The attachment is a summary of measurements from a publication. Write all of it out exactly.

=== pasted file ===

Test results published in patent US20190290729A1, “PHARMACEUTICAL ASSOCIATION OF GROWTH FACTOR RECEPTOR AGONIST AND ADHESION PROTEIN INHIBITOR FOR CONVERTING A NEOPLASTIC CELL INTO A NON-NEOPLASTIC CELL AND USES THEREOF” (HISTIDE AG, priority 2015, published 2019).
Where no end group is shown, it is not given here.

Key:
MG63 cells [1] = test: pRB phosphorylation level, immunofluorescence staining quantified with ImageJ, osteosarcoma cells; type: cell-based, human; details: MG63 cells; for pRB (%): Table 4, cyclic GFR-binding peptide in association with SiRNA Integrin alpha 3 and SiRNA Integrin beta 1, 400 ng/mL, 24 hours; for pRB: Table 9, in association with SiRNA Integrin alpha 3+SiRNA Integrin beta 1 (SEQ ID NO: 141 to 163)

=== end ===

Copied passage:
Test results published in patent US20190290729A1, “PHARMACEUTICAL ASSOCIATION OF GROWTH FACTOR RECEPTOR AGONIST AND ADHESION PROTEIN INHIBITOR FOR CONVERTING A NEOPLASTIC CELL INTO A NON-NEOPLASTIC CELL AND USES THEREOF” (HISTIDE AG, priority 2015, published 2019).
Where no end group is shown, it is not given here.

Key:
MG63 cells [1] = test: pRB phosphorylation level, immunofluorescence staining quantified with ImageJ, osteosarcoma cells; type: cell-based, human; details: MG63 cells; for pRB (%): Table 4, cyclic GFR-binding peptide in association with SiRNA Integrin alpha 3 and SiRNA Integrin beta 1, 400 ng/mL, 24 hours; for pRB: Table 9, in association with SiRNA Integrin alpha 3+SiRNA Integrin beta 1 (SEQ ID NO: 141 to 163)